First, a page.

Anna Fifield, a 2014 Nieman Fellow, started thinking about writing a book about North Korea’s leader, Kim Jong Un, after she returned to the region as The Washington Post’s Tokyo bureau chief, covering Japan and the Koreas, following her Nieman year. It was her second go at covering North Korea—she had done so for the Financial Times, from 2004 to 2008—and she was shocked to see how much had changed in the time she was away.
“When I returned, I was astonished to see how North Korea had changed and grown stronger. The economy had improved. Kim Jong Un had defied all of the expectations to hold onto power,” says Fifield, who was posted in Tokyo from 2014 to 2018. She had no idea, however, that her 2016 book proposal about the elusive leader would become so timely. “When I started working on the book, I could never have imagined that it would become so topical or that he would have embarked on this diplomatic process. That was pretty fortunate.”
Fifield would wake up at 4 a.m. to work on her book, her writing often interrupted by the regime’s ramped-up missile tests—“Kim Jong Un kept launching missiles at five o’clock in the morning which was really inconsiderate of him”—in 2017. The end result, her new book “The Great Successor: The Divinely Perfect Destiny of Brilliant Comrade Kim Jong Un,” was published June 11 by PublicAffairs. The in-depth look at the reclusive young dictator grew out of Fifield’s many years covering North Korea, including a dozen trips to the restricted country, both before and after he succeeded his father in 2011.
Nieman Reports talked with Fifield, who is now the Post’s Beijing bureau chief, about the challenges of reporting on North Korea and Kim Jong Un, both while visiting the country and from afar. Edited excerpts:
Over the course of your years covering North Korea, what has changed in terms of journalistic access?
Quite a lot has changed, but many things have stayed the same. There is still absolutely no freedom to report whatsoever. When reporters get to North Korea, the regime minders are there with us at all times. The authorities decide where we go, where we stay, what we eat, who we talk to. Even when you’re in a public place, like in a square or a sports stadium, you can’t freely talk to people.
Partly because the minder will be there, but also it’s just dangerous for the people to have contact with a foreigner like that. I don’t try to do it because it puts that person in jeopardy.
One thing that North Korea is increasingly doing is taking journalists along on these huge trips. The first time I went, I went into North Korea by myself for two weeks in 2005. That was great because I did have a little bit of flexibility. The last trip I went on was with 130 journalists, all moving in a convoy.
I do try to shape my reporting trip though. I’m always asking, “Can I go to an amusement park?” or “Can I go interview an economics professor at the university?” or something like this. I ask for things that I think are reasonable. I never say to them, “Can you take me to a gulag and show me what it’s like?” I do say things that I think that they’ll give me, but then it’s constantly “No, no, no…”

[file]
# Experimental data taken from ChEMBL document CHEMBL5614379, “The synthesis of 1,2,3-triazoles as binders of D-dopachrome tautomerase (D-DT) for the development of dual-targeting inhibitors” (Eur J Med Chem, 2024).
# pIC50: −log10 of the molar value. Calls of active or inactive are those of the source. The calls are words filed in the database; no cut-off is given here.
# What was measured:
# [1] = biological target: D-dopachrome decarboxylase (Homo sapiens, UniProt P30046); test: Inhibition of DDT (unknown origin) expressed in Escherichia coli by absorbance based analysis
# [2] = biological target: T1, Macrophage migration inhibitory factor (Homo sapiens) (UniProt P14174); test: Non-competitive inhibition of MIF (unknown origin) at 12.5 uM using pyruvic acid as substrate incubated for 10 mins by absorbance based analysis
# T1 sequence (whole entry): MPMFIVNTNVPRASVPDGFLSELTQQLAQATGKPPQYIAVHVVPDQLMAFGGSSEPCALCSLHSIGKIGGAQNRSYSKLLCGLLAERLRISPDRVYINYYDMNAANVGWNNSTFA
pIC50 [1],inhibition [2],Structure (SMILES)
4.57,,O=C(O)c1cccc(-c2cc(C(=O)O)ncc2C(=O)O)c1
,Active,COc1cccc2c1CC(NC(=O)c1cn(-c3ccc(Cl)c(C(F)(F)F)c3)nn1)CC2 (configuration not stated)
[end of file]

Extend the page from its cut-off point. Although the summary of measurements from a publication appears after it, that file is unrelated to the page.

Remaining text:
How has your thinking on how to cover the regime evolved?
I have tried to go to North Korea as much as possible because I do think there is some value in going there, even though it is very much a Potemkin capital, a showcase capital. For me, all of the real reporting and the new information has all been uncovered outside of North Korea. It is on the border between China and North Korea where you can talk to traders and these very, very recent escapees from North Korea who are living and hiding there.
I’ve been in Thailand and Laos on the escape route out from North Korea. I’ve been able to talk to people unfettered who lived in North Korea until a week before. I feel like the best way to report on North Korea is not actually from North Korea. It’s through this very fresh and unfiltered testimony that reporters can get the truth about North Korea.
How do you separate the wheat from the chaff and determine what’s true?
I think that because North Korea is such a closed country and it’s so difficult to get information from them, and because the leaders have had a bit of a penchant for the weird, there’s this tendency to report any old thing about North Korea without trying to check it at all.
I don’t rush to report, like the executions that were reported a week ago and now the reports seem to be wrong. I think it’s better to be careful and slow rather than fast and wrong when it comes to North Korea.
I remember there was the story that Kim Jong Un’s uncle was fed to a pack of 120 starving dogs, which sounded completely ridiculous, even for North Korea. That story took off around the world. It turned out to be based on a Hong Kong version of The Onion.
What are some of your techniques for understanding North Korea?
I talk to a really wide range of sources. If I was going to write something about the North Korean medical system, for example, then I’d want to talk to diplomats or foreign residents who’ve been there, who’ve been into hospitals, to aid workers, and to knowledgeable people who have escaped from North Korea, like doctors or people who have been in hospitals. Also, I’d look at what the North Korean official literature says about these kinds of things. There’s a lot of piecing together.
One of the most important things—and this will sound so obvious—that I have done is to ask people about things that they might actually know about. There has been this tendency over the years for journalists to latch onto any North Korean escapee, to ask a farmer from the northern part of North Korea about the nuclear program or ridiculous questions that you wouldn’t expect them to know about.